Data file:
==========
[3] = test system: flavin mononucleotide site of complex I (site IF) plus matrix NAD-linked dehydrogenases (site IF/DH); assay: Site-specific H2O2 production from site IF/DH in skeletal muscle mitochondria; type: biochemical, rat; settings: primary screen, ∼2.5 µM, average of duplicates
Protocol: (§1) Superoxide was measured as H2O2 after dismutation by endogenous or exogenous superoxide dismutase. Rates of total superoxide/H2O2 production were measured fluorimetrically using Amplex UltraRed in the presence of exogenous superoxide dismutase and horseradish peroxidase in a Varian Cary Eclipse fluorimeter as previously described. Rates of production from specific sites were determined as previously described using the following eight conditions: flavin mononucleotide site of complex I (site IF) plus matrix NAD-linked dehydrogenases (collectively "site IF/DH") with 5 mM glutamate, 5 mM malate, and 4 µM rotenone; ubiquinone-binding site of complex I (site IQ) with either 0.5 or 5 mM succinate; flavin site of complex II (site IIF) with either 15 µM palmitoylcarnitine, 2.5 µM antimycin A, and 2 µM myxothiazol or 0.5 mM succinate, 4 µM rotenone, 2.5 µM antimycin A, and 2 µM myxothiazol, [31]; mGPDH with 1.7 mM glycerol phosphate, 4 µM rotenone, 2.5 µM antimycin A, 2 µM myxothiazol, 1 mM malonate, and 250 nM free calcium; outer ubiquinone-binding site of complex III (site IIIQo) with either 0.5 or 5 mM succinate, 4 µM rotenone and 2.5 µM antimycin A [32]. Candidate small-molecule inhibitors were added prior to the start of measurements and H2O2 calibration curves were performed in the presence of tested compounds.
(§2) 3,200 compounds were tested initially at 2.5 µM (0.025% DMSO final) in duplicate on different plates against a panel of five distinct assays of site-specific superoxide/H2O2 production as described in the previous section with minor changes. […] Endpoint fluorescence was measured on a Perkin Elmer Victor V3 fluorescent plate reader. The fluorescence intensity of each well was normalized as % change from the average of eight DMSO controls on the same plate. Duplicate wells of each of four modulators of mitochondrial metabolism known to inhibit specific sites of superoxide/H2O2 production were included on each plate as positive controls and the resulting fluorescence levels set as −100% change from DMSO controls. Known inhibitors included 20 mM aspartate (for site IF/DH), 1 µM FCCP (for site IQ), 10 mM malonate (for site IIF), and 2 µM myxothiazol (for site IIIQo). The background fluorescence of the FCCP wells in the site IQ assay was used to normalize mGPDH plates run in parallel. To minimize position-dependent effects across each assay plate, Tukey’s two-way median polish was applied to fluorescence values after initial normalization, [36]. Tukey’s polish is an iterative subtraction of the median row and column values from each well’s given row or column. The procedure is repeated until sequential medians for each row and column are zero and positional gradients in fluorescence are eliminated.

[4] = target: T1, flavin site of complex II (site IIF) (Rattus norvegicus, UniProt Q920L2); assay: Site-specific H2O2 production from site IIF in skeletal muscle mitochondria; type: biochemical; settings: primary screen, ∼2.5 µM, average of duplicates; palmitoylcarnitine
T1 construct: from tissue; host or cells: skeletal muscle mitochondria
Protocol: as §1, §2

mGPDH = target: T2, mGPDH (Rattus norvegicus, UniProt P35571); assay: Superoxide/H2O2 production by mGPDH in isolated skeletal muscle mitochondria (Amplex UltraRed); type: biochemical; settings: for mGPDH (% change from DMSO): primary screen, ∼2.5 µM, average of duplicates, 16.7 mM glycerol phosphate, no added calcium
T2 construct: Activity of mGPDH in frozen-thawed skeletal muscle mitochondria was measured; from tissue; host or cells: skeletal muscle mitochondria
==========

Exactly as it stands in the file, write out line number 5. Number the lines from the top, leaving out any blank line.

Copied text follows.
T1 construct: from tissue; host or cells: skeletal muscle mitochondria